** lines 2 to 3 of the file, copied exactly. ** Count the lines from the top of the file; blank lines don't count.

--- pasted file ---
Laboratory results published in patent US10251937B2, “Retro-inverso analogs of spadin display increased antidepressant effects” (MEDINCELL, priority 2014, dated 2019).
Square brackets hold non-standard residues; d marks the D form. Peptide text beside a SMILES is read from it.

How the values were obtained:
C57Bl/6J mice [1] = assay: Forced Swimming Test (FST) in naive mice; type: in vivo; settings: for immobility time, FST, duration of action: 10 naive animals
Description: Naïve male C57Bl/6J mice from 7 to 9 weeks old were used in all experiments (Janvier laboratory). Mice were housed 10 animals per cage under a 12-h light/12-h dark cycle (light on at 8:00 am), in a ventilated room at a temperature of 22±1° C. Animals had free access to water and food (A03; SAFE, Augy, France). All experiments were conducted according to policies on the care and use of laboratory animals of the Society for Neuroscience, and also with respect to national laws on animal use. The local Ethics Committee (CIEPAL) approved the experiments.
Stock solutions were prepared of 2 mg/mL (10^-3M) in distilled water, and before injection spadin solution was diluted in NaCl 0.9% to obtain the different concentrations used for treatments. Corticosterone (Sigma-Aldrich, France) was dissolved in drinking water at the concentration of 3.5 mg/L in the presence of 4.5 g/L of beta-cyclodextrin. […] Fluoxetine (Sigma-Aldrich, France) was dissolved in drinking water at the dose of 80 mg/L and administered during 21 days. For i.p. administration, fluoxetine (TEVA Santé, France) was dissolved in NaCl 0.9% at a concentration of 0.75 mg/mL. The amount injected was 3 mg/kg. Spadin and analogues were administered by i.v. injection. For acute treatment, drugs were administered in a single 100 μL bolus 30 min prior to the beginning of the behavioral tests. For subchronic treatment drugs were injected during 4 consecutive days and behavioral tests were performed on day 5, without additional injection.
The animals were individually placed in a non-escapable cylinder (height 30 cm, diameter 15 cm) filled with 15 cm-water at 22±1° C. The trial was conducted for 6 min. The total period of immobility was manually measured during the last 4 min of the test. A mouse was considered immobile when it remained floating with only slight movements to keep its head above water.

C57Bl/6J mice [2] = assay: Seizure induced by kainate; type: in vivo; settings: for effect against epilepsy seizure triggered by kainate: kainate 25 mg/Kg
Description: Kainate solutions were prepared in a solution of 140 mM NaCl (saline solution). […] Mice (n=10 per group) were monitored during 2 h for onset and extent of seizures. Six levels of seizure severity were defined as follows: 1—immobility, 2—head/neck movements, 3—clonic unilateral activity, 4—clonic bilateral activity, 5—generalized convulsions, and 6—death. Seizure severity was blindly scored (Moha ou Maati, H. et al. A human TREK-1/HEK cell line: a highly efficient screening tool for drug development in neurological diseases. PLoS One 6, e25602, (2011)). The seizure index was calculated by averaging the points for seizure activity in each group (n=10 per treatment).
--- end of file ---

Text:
Square brackets hold non-standard residues; d marks the D form. Peptide text beside a SMILES is read from it.

How the values were obtained: